Last Friday, the Association of Black Collegians and SA held the first ever Expressions: City-Wide Black History Talent Show, a competition aiming to celebrate Black History month through performance. Fifteen acts performed, with a variety of talents ranging from salsa dancing to spoken word.
Because of technical difficulties with the video for the first act, Marjorie Sheaff kicked off the night with “Summertime,” an aria by George Gershwin for the opera Porgy and Bess. With the style of singing, it was difficult to hear the words. Her voice, however, was beautiful and a peaceful way to start off the night.
Evan Ng performed next, using diabolos, a type of juggling prop, with occasional dances and a video. The performance was split into two parts: act one chronicled the Pan-African root culture and act two chronicled more recent African-American historical events. Spiritual Pan-African music played in the background as Ng did various tricks with his diabolos, and a slideshow went through images of Africans in native garb. In between the acts, a brief message about the history of Africans and African-Americans flashed on the screen. In act two, the stage went dark, and Ng used LED diabolos in his performance, which was accompanied by Common’s song “Glory.” This setup made the tricks on the diabolo even more amazing in their height and Ng’s ability to catch them, as they stood out in the dark. Ng ended the performance on a high note, with a message proclaiming the achievements of African-Americans.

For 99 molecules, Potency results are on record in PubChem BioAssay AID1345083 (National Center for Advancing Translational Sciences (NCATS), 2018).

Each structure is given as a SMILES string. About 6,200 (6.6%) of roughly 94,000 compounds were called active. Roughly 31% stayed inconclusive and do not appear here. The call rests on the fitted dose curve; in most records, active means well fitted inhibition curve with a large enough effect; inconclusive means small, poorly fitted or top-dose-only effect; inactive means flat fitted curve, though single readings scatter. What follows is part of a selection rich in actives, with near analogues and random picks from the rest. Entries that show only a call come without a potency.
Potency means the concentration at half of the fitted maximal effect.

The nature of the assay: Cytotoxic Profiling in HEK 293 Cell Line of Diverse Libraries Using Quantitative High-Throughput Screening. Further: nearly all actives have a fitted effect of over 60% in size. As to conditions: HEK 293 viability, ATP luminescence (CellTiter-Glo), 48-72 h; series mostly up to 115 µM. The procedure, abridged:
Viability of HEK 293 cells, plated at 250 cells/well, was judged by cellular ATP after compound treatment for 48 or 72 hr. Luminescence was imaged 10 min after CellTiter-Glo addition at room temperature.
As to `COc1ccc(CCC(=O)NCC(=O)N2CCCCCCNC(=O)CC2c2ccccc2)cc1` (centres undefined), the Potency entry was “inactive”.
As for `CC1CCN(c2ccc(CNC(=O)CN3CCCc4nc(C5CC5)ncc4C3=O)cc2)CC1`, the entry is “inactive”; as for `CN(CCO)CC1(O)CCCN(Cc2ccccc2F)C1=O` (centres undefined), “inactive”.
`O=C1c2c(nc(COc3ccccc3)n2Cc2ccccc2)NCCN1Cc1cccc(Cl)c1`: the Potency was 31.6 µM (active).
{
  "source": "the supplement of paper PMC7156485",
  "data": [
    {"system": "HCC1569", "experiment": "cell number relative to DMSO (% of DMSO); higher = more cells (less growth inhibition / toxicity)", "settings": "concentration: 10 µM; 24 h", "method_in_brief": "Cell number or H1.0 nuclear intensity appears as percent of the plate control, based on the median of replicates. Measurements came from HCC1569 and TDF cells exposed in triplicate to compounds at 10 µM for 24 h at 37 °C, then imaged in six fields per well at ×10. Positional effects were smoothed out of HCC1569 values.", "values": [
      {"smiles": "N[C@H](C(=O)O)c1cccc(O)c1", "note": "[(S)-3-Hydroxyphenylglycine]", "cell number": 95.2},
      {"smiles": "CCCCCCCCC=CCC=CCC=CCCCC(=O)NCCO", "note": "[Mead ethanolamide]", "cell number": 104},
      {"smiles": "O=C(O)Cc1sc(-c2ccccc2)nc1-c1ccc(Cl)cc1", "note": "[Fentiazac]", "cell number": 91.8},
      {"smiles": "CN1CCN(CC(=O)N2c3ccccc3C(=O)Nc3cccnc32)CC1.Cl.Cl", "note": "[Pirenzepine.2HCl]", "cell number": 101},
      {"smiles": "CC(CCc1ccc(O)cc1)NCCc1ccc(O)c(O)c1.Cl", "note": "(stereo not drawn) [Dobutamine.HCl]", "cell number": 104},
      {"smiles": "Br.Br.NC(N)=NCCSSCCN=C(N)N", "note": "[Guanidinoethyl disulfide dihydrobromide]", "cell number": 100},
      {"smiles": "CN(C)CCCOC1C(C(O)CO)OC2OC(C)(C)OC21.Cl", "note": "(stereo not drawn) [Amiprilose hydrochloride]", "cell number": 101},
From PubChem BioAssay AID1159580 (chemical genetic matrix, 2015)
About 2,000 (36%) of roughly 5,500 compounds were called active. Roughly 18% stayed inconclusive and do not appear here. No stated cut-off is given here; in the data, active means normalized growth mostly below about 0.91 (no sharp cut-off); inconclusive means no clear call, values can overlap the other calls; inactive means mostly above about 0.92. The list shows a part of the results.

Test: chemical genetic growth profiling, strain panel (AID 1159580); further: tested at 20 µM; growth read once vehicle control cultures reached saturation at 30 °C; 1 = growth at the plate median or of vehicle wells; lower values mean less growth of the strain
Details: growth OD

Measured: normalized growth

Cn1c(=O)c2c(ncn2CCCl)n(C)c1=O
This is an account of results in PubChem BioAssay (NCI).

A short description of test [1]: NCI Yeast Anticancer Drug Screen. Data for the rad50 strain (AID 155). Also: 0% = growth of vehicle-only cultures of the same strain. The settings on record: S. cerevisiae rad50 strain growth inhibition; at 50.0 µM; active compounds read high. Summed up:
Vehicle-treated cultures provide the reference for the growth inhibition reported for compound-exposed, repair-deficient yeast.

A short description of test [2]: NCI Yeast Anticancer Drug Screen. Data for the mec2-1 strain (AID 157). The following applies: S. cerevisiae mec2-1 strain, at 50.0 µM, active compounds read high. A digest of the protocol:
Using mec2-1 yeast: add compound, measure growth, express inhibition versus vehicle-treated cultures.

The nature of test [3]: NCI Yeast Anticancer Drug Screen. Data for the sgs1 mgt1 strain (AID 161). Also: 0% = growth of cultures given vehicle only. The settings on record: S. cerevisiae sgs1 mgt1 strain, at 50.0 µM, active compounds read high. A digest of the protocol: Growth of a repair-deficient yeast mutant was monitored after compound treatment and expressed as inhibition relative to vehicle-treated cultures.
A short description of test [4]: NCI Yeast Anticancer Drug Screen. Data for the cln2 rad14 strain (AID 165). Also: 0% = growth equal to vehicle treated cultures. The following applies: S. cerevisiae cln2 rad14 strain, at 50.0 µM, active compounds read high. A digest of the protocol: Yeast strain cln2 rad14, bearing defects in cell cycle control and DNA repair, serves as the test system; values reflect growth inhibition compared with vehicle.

“Miss Celie’s Blues,” composed for the movie “The Color Purple,” was performed next by Chyna Evans. In the movie, the song is meant to help Celie remember her worth and demonstrate the love the singer had for Celie. Evans made her body part of the performance, putting attitude into her words to emphasize the message.
In “Talking to You from the Grave,” Tim Butler revived Dr. Martin Luther King Jr. for what he called an “original dramatic poetic sermonette.” Butler combined words Dr. King had said with his own ideas about the reverend’s view on current topics.
Butler referenced several topics, including the recent Terrance Crutcher shooting, talking as if he were King looking down from the heavens. The piece built from a relatively calm lecture to a loud, impassioned cry to finish the work he had dedicated his life to. Throughout the piece, Butler repeated the phrase “from the grave,” as if to remind the audience they were being watched by history. As it was a sermonette, the piece did make many references to the Lord, and how the church and love were the solution to the issues of today.
Maddy and Darcy performed Aretha Franklin’s “Do Right Woman, Do Right Man.” This piece was slower and demanded that if the listener wanted a “do right woman” then he had to be a “do right man.” The two switched off parts of the song, singing the chorus as a duet.
Playing three instruments and also singing was Harlan Barnes, aka Solo Touch. Barnes started off the performance with the instrumental horn, then switched to the electric guitar and bass guitar, before ending with a light bit of singing and the instrumental horn. He encouraged the audience to stand and clap to his piece, in which light smooth jazz music played as a background to his live performance. His energy motivated the audience to sway and clap.
With acoustic guitars, Garrett and Joshua performed a mashup of songs from iconic black artists and groups. These songs included “Man in the Mirror” by Michael Jackson, “Isn’t She Lovely” by Stevie Wonder and “All of Me” by John Legend. They switched off duties singing as they switched in between songs, moving through moods smoothly.